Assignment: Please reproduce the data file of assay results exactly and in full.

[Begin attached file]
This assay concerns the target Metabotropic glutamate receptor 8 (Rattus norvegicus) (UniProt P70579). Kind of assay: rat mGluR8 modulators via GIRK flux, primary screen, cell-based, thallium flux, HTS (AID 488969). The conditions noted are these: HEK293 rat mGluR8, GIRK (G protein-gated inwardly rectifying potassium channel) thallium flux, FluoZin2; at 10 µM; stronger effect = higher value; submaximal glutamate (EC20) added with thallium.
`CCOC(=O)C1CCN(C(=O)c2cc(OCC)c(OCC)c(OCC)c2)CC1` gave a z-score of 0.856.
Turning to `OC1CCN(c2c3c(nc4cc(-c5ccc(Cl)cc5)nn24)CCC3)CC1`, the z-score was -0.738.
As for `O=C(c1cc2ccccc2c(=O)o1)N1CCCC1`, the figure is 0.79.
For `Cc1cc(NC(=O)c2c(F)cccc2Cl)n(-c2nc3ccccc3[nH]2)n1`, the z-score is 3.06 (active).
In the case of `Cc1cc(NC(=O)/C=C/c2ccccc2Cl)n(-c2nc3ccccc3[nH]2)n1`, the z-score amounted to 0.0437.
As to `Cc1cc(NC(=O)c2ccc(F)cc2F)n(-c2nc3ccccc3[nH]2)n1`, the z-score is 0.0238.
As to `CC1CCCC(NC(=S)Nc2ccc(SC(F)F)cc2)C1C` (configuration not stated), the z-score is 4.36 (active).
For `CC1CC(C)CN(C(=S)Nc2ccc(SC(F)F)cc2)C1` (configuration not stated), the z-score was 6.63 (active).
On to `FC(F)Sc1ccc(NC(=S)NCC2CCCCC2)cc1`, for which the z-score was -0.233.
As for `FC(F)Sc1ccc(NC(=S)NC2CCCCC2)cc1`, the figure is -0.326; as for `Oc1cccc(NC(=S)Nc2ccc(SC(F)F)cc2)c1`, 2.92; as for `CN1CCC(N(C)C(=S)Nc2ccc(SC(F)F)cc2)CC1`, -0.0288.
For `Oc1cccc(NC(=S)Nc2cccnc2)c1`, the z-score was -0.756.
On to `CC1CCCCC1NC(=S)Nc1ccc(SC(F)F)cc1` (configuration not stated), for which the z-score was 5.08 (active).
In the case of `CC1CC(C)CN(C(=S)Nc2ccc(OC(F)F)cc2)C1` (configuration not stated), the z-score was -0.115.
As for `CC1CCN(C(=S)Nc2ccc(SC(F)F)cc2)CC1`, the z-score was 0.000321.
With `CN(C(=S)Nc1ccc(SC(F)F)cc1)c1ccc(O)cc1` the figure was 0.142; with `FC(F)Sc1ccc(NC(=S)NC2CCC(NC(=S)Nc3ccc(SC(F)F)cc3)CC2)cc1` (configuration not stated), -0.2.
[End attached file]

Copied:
This assay concerns the target Metabotropic glutamate receptor 8 (Rattus norvegicus) (UniProt P70579). Kind of assay: rat mGluR8 modulators via GIRK flux, primary screen, cell-based, thallium flux, HTS (AID 488969). The conditions noted are these: HEK293 rat mGluR8, GIRK (G protein-gated inwardly rectifying potassium channel) thallium flux, FluoZin2; at 10 µM; stronger effect = higher value; submaximal glutamate (EC20) added with thallium.
`CCOC(=O)C1CCN(C(=O)c2cc(OCC)c(OCC)c(OCC)c2)CC1` gave a z-score of 0.856.
Turning to `OC1CCN(c2c3c(nc4cc(-c5ccc(Cl)cc5)nn24)CCC3)CC1`, the z-score was -0.738.
As for `O=C(c1cc2ccccc2c(=O)o1)N1CCCC1`, the figure is 0.79.
For `Cc1cc(NC(=O)c2c(F)cccc2Cl)n(-c2nc3ccccc3[nH]2)n1`, the z-score is 3.06 (active).
In the case of `Cc1cc(NC(=O)/C=C/c2ccccc2Cl)n(-c2nc3ccccc3[nH]2)n1`, the z-score amounted to 0.0437.
As to `Cc1cc(NC(=O)c2ccc(F)cc2F)n(-c2nc3ccccc3[nH]2)n1`, the z-score is 0.0238.
As to `CC1CCCC(NC(=S)Nc2ccc(SC(F)F)cc2)C1C` (configuration not stated), the z-score is 4.36 (active).
For `CC1CC(C)CN(C(=S)Nc2ccc(SC(F)F)cc2)C1` (configuration not stated), the z-score was 6.63 (active).
On to `FC(F)Sc1ccc(NC(=S)NCC2CCCCC2)cc1`, for which the z-score was -0.233.
As for `FC(F)Sc1ccc(NC(=S)NC2CCCCC2)cc1`, the figure is -0.326; as for `Oc1cccc(NC(=S)Nc2ccc(SC(F)F)cc2)c1`, 2.92; as for `CN1CCC(N(C)C(=S)Nc2ccc(SC(F)F)cc2)CC1`, -0.0288.
For `Oc1cccc(NC(=S)Nc2cccnc2)c1`, the z-score was -0.756.
On to `CC1CCCCC1NC(=S)Nc1ccc(SC(F)F)cc1` (configuration not stated), for which the z-score was 5.08 (active).
In the case of `CC1CC(C)CN(C(=S)Nc2ccc(OC(F)F)cc2)C1` (configuration not stated), the z-score was -0.115.
As for `CC1CCN(C(=S)Nc2ccc(SC(F)F)cc2)CC1`, the z-score was 0.000321.
With `CN(C(=S)Nc1ccc(SC(F)F)cc1)c1ccc(O)cc1` the figure was 0.142; with `FC(F)Sc1ccc(NC(=S)NC2CCC(NC(=S)Nc3ccc(SC(F)F)cc3)CC2)cc1` (configuration not stated), -0.2.